The worst situation of all is the copycat phenomenon, whereby an airline enters an alliance with whoever is available in order to react against an alliance entered into by a rival. It can be argued that copycat scenarios drive at least 50% of all alliance attempts, even though these alliances always prove to be less successful than thought–out alliances. So an objective view of initial intent of an alliance often provides a good barometer of the arrangement’s longevity.

The "test-of-intent"

So how can an airline test the intent of a potential alliance partner? Walk–away penalties are one method to weed out the short–termers. Similarly, the degree to which each partner is prepared to invest in the initial relationship is a key indicator. Another test is the expected timeframe to fruition of anticipated benefits. A mix of early and later expected returns provides incentive to continue building value. And setting specific goals (qualitative and quantitative) prior to alliance start–up helps set and measure expectations. Adding in some form of managerial bonus based on overall performance of the alliance over time is a technique some airlines use. Indeed, gaining consensus to the alliance from not only those who design but who actually implement the agreement is essential. Finally, an understanding of how a potential alliance will impact an airline’s overall growth strategy is also a key consideration.

Another major impediment is the multiple alliance or alliance portfolio problem. As an airline adds partners, existing alliances/ alliance partners may not fit in with the newly blended partners. Some airlines have tried to overcome this by selecting a block group of partners, ceasing the search for new ones and refocusing on building up from within the block. The cost of wooing and adding any new partners is to a certain extent split among the block. Nonetheless, a majority of airlines still play the "add two drop one" game of alliance management. And even at block alliances such as Star, the recent haggling over Asian partners shows just how hard it is to achieve a harmonious block.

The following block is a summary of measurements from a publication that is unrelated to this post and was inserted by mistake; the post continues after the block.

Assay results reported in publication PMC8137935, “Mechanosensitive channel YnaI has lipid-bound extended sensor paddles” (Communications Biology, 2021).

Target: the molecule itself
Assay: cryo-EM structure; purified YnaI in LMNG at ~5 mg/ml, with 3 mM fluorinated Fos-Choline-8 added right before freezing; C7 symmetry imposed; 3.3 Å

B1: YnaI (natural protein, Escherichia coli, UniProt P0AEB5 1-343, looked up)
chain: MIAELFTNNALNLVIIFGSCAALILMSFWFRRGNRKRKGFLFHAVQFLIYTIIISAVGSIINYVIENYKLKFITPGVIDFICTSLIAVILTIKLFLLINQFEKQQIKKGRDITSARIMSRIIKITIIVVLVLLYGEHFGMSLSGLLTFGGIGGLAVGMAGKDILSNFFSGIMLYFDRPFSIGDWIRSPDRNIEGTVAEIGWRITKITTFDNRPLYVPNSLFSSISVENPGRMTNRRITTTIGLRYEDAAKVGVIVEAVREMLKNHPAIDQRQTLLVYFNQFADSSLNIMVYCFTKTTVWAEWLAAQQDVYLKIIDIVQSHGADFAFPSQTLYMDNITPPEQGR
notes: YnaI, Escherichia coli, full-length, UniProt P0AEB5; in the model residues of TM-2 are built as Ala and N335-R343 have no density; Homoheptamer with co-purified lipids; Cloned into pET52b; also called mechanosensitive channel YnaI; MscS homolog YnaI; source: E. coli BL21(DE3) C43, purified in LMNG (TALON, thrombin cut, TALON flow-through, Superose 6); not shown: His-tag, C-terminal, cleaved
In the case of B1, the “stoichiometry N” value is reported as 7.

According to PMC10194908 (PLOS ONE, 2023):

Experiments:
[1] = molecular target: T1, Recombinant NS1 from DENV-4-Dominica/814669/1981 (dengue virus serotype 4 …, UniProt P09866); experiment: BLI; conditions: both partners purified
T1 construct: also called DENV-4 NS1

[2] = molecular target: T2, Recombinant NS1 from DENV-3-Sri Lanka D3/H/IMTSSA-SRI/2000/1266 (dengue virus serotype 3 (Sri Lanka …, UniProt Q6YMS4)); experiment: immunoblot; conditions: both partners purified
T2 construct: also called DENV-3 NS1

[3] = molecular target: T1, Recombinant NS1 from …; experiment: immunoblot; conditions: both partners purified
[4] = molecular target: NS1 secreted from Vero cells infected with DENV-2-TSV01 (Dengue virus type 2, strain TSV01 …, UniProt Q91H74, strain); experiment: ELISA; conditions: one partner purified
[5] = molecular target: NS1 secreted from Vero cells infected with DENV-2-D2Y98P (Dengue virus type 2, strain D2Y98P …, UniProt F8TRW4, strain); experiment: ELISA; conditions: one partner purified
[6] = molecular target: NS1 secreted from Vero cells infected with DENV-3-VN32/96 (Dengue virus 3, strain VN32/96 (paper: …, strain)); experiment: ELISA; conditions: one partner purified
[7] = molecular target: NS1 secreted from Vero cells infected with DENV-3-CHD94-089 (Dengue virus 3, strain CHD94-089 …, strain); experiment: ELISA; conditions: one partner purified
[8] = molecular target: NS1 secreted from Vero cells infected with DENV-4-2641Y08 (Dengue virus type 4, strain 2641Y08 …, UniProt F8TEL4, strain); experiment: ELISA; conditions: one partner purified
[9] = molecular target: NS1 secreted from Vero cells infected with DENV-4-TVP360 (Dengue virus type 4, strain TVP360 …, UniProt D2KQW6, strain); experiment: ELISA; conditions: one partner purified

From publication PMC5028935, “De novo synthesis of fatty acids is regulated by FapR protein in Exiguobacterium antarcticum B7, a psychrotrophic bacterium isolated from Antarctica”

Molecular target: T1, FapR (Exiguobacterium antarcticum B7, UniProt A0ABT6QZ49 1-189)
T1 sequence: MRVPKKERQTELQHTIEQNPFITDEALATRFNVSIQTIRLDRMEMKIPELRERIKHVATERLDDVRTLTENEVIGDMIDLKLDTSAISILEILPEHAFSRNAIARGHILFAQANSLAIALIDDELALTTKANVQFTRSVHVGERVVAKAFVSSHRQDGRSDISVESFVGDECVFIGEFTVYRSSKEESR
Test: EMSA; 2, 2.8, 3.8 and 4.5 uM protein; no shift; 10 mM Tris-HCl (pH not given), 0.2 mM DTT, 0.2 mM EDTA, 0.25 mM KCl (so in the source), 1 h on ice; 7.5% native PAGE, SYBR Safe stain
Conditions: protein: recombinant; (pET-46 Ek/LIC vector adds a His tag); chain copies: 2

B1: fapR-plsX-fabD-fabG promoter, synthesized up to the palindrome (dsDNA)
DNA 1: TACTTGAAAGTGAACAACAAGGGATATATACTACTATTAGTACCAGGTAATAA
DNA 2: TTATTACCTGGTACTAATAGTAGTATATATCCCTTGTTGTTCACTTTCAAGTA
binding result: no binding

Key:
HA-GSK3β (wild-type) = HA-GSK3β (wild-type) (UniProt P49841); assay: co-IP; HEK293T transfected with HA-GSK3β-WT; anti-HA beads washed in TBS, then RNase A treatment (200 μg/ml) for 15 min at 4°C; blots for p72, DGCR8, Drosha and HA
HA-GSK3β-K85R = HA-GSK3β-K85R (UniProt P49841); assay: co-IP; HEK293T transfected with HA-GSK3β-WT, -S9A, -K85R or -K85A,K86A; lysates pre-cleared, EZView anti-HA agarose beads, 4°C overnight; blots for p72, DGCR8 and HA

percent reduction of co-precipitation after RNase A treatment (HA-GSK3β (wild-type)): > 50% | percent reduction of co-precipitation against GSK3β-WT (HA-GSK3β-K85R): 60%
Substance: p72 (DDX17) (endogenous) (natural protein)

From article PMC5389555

So what kind of timeframe is necessary before an alliance can be deemed truly successful? There are few examples, but it would seem that five years is a minimum timeframe to establish “intent”. In fact, the ability to maintain an alliance throughout what have been 10 year aviation cycles would seem to be the appropriate test of success. Over this period the partners should have established a particular alliance or alliance block as part of an integrated growth strategy, thus making it far more difficult to walk away from. Over such a period of time the alliance group will probably have forged its own separate business culture via management swaps, joint training etc. Similarly, the integration of back office functions also indicates relationship maturity.

In summary, the use of joint growth mechanisms has a sound conceptual underpinning. However, practice has proven less positive. Confusion or misrepresentation of intent, cyclical pressures and an inability to manage an alliance portfolio have all contributed to the poor track record of alliances/ joint ventures. Even so, alliances remain an attractive strategic option for airlines.